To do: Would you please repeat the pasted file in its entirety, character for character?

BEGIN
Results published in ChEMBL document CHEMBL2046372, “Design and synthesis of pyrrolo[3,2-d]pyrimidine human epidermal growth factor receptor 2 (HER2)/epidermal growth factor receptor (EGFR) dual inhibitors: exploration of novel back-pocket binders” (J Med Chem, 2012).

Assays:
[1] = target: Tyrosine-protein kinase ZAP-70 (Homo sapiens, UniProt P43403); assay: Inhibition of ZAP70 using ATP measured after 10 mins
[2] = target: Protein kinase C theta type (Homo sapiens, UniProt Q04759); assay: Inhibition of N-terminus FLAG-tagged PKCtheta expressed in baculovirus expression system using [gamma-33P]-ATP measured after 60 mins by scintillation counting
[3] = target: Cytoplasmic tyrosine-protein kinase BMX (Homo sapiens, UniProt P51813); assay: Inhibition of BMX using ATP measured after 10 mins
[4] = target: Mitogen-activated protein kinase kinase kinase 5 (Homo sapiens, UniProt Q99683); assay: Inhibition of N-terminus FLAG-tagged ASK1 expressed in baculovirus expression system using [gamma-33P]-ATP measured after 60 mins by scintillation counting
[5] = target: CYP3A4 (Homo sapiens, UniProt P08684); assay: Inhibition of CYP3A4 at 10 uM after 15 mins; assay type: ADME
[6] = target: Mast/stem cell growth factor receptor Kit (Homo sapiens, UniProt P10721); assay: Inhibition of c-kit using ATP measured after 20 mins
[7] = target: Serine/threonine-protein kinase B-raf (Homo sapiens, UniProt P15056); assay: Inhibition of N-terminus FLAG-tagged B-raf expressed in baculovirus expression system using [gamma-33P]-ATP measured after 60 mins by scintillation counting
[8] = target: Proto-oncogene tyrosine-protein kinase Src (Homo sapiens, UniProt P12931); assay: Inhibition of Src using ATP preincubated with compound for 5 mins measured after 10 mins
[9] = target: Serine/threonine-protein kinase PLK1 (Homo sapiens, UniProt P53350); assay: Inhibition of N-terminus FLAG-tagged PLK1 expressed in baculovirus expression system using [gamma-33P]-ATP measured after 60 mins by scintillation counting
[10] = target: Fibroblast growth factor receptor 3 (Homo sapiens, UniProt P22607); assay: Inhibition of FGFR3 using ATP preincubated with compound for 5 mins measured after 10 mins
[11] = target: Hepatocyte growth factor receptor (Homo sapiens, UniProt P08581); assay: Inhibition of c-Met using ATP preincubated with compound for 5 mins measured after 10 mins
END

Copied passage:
Results published in ChEMBL document CHEMBL2046372, “Design and synthesis of pyrrolo[3,2-d]pyrimidine human epidermal growth factor receptor 2 (HER2)/epidermal growth factor receptor (EGFR) dual inhibitors: exploration of novel back-pocket binders” (J Med Chem, 2012).

Assays:
[1] = target: Tyrosine-protein kinase ZAP-70 (Homo sapiens, UniProt P43403); assay: Inhibition of ZAP70 using ATP measured after 10 mins
[2] = target: Protein kinase C theta type (Homo sapiens, UniProt Q04759); assay: Inhibition of N-terminus FLAG-tagged PKCtheta expressed in baculovirus expression system using [gamma-33P]-ATP measured after 60 mins by scintillation counting
[3] = target: Cytoplasmic tyrosine-protein kinase BMX (Homo sapiens, UniProt P51813); assay: Inhibition of BMX using ATP measured after 10 mins
[4] = target: Mitogen-activated protein kinase kinase kinase 5 (Homo sapiens, UniProt Q99683); assay: Inhibition of N-terminus FLAG-tagged ASK1 expressed in baculovirus expression system using [gamma-33P]-ATP measured after 60 mins by scintillation counting
[5] = target: CYP3A4 (Homo sapiens, UniProt P08684); assay: Inhibition of CYP3A4 at 10 uM after 15 mins; assay type: ADME
[6] = target: Mast/stem cell growth factor receptor Kit (Homo sapiens, UniProt P10721); assay: Inhibition of c-kit using ATP measured after 20 mins
[7] = target: Serine/threonine-protein kinase B-raf (Homo sapiens, UniProt P15056); assay: Inhibition of N-terminus FLAG-tagged B-raf expressed in baculovirus expression system using [gamma-33P]-ATP measured after 60 mins by scintillation counting
[8] = target: Proto-oncogene tyrosine-protein kinase Src (Homo sapiens, UniProt P12931); assay: Inhibition of Src using ATP preincubated with compound for 5 mins measured after 10 mins
[9] = target: Serine/threonine-protein kinase PLK1 (Homo sapiens, UniProt P53350); assay: Inhibition of N-terminus FLAG-tagged PLK1 expressed in baculovirus expression system using [gamma-33P]-ATP measured after 60 mins by scintillation counting
[10] = target: Fibroblast growth factor receptor 3 (Homo sapiens, UniProt P22607); assay: Inhibition of FGFR3 using ATP preincubated with compound for 5 mins measured after 10 mins
[11] = target: Hepatocyte growth factor receptor (Homo sapiens, UniProt P08581); assay: Inhibition of c-Met using ATP preincubated with compound for 5 mins measured after 10 mins